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Lawmakers/Aides try to get out of Obamacare


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#46    Startraveler

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Posted 05 May 2013 - 01:03 AM

View PostMerc14, on 04 May 2013 - 10:28 PM, said:

Of course you don't because you haven't done any more research than the average brain dead American that voted Obama in.

Is this meant to be a joke?


#47    Merc14

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Posted 05 May 2013 - 01:10 AM

View PostStartraveler, on 05 May 2013 - 01:03 AM, said:

Is this meant to be a joke?

Make a statement that is relevant not  ask a question that isn't. Explain yourself, your side and why you disagree.   Your feelings mean nothing here, you need to present facts that can be argued with, otherwise just say you like it and move on.

You asked for Obamamerica, now you are going to get it.  Stand by for suck or as Pelosi says, "Embrace the suck".

#48    Startraveler

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Posted 05 May 2013 - 01:14 AM

View PostMerc14, on 05 May 2013 - 01:10 AM, said:

Make a statement that is relevant not  ask a question that isn't. Explain yourself, your side and why you disagree.   Your feelings mean nothing here, you need to present facts that can be argued with, otherwise just say you like it and move on.

I did that in post #40. You skillfully deflected the thread into nothingness instead of responding. Well done!

P.S. New England is in the United States.


#49    Merc14

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Posted 05 May 2013 - 01:26 AM

View PostStartraveler, on 05 May 2013 - 01:14 AM, said:

I did that in post #40. You skillfully deflected the thread into nothingness instead of responding. Well done!

P.S. New England is in the United States.
i forgot you posted the post I responded to and I read England.  Too many threads that are far more fun.  Sorry.  Regardless, my post was not a deflection, it was a response and it still stands, you need to do some research.  It is quite easy to find the data I am referring to as buyer's remorse is setting in all over the place.  There is an easy logical conclusion to Obamacare and it is single payer.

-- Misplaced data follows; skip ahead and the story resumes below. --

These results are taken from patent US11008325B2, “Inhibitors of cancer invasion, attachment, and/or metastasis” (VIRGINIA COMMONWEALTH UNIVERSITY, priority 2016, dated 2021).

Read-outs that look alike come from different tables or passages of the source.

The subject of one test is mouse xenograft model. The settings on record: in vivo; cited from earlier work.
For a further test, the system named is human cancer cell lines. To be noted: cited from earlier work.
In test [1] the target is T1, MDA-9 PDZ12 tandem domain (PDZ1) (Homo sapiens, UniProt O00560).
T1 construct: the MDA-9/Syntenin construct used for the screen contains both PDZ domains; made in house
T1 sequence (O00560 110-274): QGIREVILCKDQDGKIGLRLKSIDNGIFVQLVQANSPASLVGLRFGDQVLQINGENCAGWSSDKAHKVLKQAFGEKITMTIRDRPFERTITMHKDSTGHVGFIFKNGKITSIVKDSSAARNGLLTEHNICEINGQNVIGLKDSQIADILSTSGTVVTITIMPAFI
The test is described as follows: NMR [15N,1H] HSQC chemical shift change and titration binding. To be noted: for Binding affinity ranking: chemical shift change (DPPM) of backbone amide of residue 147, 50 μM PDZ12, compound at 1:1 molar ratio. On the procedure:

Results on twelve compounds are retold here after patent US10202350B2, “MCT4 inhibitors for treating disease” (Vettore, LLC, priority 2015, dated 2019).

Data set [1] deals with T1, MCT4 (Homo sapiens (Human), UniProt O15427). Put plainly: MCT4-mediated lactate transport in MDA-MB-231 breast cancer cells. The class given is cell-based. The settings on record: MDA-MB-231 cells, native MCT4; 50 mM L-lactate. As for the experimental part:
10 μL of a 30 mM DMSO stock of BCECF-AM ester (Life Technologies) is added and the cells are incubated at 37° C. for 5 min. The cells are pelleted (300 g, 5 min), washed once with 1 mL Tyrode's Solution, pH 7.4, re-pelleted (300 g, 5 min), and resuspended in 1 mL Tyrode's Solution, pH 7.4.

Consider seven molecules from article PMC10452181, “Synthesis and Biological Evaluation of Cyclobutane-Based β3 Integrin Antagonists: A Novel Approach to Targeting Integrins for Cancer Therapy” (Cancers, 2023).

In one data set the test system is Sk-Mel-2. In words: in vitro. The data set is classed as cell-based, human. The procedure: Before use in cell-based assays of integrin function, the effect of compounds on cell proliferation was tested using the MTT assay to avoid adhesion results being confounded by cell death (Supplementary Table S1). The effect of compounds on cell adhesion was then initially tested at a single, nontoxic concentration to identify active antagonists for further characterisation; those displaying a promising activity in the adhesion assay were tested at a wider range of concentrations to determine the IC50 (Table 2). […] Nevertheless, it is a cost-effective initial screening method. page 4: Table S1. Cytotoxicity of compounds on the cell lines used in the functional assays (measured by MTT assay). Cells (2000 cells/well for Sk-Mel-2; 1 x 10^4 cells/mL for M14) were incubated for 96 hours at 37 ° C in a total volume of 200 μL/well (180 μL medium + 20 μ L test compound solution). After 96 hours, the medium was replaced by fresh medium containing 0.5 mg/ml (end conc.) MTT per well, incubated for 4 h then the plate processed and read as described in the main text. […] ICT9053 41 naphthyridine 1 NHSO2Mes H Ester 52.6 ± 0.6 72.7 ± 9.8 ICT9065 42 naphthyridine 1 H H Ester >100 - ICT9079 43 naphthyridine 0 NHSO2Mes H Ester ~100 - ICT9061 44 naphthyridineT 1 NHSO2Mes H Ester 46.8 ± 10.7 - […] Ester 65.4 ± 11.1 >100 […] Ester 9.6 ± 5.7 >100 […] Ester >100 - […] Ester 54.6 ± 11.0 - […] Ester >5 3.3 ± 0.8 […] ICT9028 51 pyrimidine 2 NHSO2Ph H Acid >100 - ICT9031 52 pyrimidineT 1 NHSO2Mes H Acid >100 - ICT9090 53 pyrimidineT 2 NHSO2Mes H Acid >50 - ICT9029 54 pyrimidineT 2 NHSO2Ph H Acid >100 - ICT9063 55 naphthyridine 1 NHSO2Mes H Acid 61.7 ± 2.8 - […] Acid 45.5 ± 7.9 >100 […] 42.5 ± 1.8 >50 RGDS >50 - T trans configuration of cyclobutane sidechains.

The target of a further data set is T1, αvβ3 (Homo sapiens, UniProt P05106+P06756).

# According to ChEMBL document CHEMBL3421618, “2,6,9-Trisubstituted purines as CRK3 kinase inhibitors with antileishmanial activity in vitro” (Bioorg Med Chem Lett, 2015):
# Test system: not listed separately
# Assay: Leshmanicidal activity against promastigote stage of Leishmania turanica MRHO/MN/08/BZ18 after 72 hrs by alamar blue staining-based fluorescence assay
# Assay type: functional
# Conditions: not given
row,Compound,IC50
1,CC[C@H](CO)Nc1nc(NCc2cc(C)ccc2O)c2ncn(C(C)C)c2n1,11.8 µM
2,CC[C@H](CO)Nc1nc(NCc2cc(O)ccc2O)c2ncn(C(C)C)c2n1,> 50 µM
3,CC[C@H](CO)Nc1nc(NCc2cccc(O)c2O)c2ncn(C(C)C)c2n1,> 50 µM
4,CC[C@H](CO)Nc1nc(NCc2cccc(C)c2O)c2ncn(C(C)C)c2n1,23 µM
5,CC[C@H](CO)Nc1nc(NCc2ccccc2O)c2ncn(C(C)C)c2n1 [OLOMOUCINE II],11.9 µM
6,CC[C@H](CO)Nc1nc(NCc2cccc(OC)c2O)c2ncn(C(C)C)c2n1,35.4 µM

Fact:  If the government makes it impossible to sell insurance at a reasonable price yet requires businesses to offer insurance or pay a fine that is less than the insurance then businesses will pay the fine and the insurance companies will leave.  Who is left?

You asked for Obamamerica, now you are going to get it.  Stand by for suck or as Pelosi says, "Embrace the suck".

#50    Startraveler

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Posted 05 May 2013 - 02:22 AM

View PostMerc14, on 05 May 2013 - 01:26 AM, said:

Fact:  If the government makes it impossible to sell insurance at a reasonable price yet requires businesses to offer insurance or pay a fine that is less than the insurance then businesses will pay the fine and the insurance companies will leave.  Who is left?

Businesses have always had a choice as to whether they offer compensation in the form of health benefits. They do it because their employees want them and because health benefits are more valuable than the equivalent wages thanks to the tax code. None of that is changing. Any analysis based on comparing the value of the ACA's employer mandate fine to the actual value of the insurance package offered ignores the actual economic incentives at work.

That said, most people with employer-sponsored insurance plans aren't actually buying insurance products from health insurance companies, even indirectly. Instead, they're in self-insured plans in which their employer is effectively their insurance company (with actual health insurers likely used purely as administrative entities). So the idea of insurers "leaving" those people makes little sense in that context.


#51    Merc14

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Posted 05 May 2013 - 03:17 AM

View PostStartraveler, on 05 May 2013 - 02:22 AM, said:

Businesses have always had a choice as to whether they offer compensation in the form of health benefits. They do it because their employees want them and because health benefits are more valuable than the equivalent wages thanks to the tax code. None of that is changing. Any analysis based on comparing the value of the ACA's employer mandate fine to the actual value of the insurance package offered ignores the actual economic incentives at work.

That said, most people with employer-sponsored insurance plans aren't actually buying insurance products from health insurance companies, even indirectly. Instead, they're in self-insured plans in which their employer is effectively their insurance company (with actual health insurers likely used purely as administrative entities). So the idea of insurers "leaving" those people makes little sense in that context.

You have said exactly nothing and still haven't done a bit of study on Obamacare.

You asked for Obamamerica, now you are going to get it.  Stand by for suck or as Pelosi says, "Embrace the suck".

#52    Kowalski